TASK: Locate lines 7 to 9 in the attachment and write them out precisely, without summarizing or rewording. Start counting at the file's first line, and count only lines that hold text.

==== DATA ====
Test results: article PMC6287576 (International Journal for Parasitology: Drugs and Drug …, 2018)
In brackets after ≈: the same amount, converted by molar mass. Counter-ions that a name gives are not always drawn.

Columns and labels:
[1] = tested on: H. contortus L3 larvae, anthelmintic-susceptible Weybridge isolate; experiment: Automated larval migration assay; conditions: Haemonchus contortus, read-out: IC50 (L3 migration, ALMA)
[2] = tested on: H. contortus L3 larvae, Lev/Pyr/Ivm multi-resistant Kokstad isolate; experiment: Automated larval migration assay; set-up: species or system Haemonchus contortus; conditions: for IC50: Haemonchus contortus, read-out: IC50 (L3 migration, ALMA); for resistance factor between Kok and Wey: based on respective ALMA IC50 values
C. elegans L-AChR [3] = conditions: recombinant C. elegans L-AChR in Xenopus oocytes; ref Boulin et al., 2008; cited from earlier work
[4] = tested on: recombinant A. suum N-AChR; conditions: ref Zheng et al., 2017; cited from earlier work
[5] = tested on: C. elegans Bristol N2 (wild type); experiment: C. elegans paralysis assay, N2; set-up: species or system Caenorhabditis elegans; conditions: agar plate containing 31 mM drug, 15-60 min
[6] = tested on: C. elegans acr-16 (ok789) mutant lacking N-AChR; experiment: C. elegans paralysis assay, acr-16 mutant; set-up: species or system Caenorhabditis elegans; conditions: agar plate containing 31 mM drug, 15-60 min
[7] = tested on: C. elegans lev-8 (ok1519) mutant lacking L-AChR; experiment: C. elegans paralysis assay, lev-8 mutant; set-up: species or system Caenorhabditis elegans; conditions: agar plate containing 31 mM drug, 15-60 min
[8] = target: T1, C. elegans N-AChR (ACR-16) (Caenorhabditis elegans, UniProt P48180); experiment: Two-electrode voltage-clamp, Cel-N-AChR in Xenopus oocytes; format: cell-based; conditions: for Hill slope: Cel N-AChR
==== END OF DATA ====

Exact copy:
[4] = tested on: recombinant A. suum N-AChR; conditions: ref Zheng et al., 2017; cited from earlier work
[5] = tested on: C. elegans Bristol N2 (wild type); experiment: C. elegans paralysis assay, N2; set-up: species or system Caenorhabditis elegans; conditions: agar plate containing 31 mM drug, 15-60 min
[6] = tested on: C. elegans acr-16 (ok789) mutant lacking N-AChR; experiment: C. elegans paralysis assay, acr-16 mutant; set-up: species or system Caenorhabditis elegans; conditions: agar plate containing 31 mM drug, 15-60 min